Wombwell Rainbow Interviews: Aoife Lyall

Wombwell Rainbow Interviews
 

I am honoured and privileged that the following writers local, national and international have agreed to be interviewed by me. I gave the writers two options: an emailed list of questions or a more fluid interview via messenger.
The usual ground is covered about motivation, daily routines and work ethic, but some surprises too. Some of these poets you may know, others may be new to you. I hope you enjoy the experience as much as I do.
 
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Aoife Lyall
 

is an Irish poet living and working in the Scottish Highlands. Longlisted for the inaugural Rebecca Swift Women Poets’ Prize 2018 and shortlisted for the Hennessy New Writing Awards 2018 and 2016, her writing has appeared in The Irish Times, The Stinging Fly, Magma, Banshee Lit, among others. She has just completed her first collection, which explores pregnancy and early motherhood.

Website: https://aoifelyall.wordpress.com/
Twitter: @PoetLyall 
 

The Interview 

1.Who introduced you to poetry? 

As a student, it was my teachers. As a teacher, it was my students. As children, we are exposed to poetry every day through lullabies, nursery rhymes, and rhyming stories. Yet, as we get older, poetry can become a childish pursuit, then an adult and inscrutable one, determined to catch you out and show you up, something you could ‘get wrong’. I knew I would have to impress my students with the cleverness of the poems we were studying, so I studied them in great depth and developed my own appreciation for the craft at the same time. 

2. How aware were you of the dominating presence of older poets? 

In university I was drawn to studying poems and poets; from Beowulf, the Gawain-poet, and Chaucer, right up to Seamus Heaney, Michael Longley and Patrick Kavannagh. While I didn’t feel dominated by older poets in the sense of being intimidated by the quality of their work, I was keenly aware of the hierarchy of subject matter. Having read very few poems about pregnancy, motherhood, and family, I felt these topics were unimportant, off-limits, and self-indulgent and, for a long time, felt any reading should be prefaced with a self-deprecating acknowledgement that, however well-written, they were ultimately ‘domestic’ poems. My earlier poems, which I never put forward for publication, focused on illness and death and grief and these felt more palatable, more acceptable topics in the context of these older poets. It has taken years to shake that feeling of being lesser. 4. What is your daily writing routine? To read and write every day. Before I was a parent, I could be very rigorous and systematic: up at 6am, write until 8am, go for a walk, edit in the evening. These days it is a case of writing and editing when I can. My daughter is almost 3 now, and most mornings or afternoons we sit at the kitchen table in companionable silence as I write in my black notebook and she draws in hers. Editing I do when she is asleep. The lack of time removes the opportunity for procrastination and doubt: first drafts are written freely, and editing is ruthless.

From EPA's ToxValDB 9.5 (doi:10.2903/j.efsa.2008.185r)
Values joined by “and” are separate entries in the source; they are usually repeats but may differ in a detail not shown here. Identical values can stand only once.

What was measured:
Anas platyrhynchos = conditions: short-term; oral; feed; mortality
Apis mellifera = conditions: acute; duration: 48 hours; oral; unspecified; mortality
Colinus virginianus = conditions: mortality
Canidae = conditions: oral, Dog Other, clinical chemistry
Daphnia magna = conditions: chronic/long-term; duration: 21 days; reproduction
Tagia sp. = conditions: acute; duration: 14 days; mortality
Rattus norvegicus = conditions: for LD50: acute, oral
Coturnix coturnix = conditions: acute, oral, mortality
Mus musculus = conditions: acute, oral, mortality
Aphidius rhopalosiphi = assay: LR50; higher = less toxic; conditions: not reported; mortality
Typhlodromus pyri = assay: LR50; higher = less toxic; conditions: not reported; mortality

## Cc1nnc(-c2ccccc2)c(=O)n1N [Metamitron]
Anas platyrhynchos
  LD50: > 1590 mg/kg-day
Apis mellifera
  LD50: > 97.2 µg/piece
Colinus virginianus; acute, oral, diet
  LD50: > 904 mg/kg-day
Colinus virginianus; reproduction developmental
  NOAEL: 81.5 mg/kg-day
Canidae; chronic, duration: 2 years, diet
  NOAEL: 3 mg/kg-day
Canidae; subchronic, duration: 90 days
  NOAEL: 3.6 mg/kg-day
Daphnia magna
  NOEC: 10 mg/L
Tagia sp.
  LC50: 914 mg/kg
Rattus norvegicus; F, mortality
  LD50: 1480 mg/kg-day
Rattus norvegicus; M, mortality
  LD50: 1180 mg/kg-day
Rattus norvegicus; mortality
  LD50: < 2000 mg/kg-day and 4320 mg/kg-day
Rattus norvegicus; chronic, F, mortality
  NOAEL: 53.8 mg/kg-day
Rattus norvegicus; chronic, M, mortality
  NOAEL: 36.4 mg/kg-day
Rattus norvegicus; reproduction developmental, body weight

3. What motivates you to write? 

The awareness that while everything can change in a hearbeat, change is more often a gradual transformation and something that is easy to miss. My poems bring me back into my intimate emotional memories in a way few photos can. 6. What is your work ethic? Be prepared to succeed, be willing to fail. In the beginning every acceptance was euphoric, a validation, while every rejection was a devastation. Now I am pleased with good news and more, if not totally, accepting of bad news. I have learned that opinions don’t change the quality of the work, and it is up to me to judge whether I am happy with it or not.  

4. How do the writers you read when you were young influence you today?

 I mostly read novels when I was young- The Secret Garden, A Little Princess, Anne of Green Gables, Little Women. In these books I found characters I could identify with; sour girls, oppressed girls, wildly talkative girls, story-writing girls. But nothing beyond that. Nothing about navigating womanhood and motherhood. That is a narrative I want to share.

5. Who of today’s writers do you admire the most and why? 

Jacqueline Saphra, Sara Baume, Anna Burns, Sally Rooney, and Imitiaz Dharker to name but a few. All women exploring a narrative that has been historically downplayed, silenced, or simply ignored. This narrative is fascinating to me.  2018 was a year I dedicated to reading more women writers; 2019 I will be focusing on writers in translation. 


6. What would you say to someone who asked you “How do you become a writer?” 

Pay attention. Write things down. Give yourself permission to take it seriously. Don’t tell anyone you’re doing it- to begin with. Too much scrutiny, even from well-intentioned eyes, can be overwhelming.  Be prepared to change your thinking, your interests, your style, your attitudes. Start developing opinions. Go online and ask for help. Read: I am currently writing a creative non-fiction piece inspired by a novel I read recently. It was a revelation, understanding that I could write in my own voice, and I have written over 200 pages so far. 

7. Tell me about the writing projects you have on at the moment. 

I am currently submitting my first poetry manuscript to publishers. I am also working on my first piece of extended creative non-fiction. I have used 2018 to write reviews of poetry collections and pamphlets, and will decide how to record my exploration of writers in translation in 2019.

 

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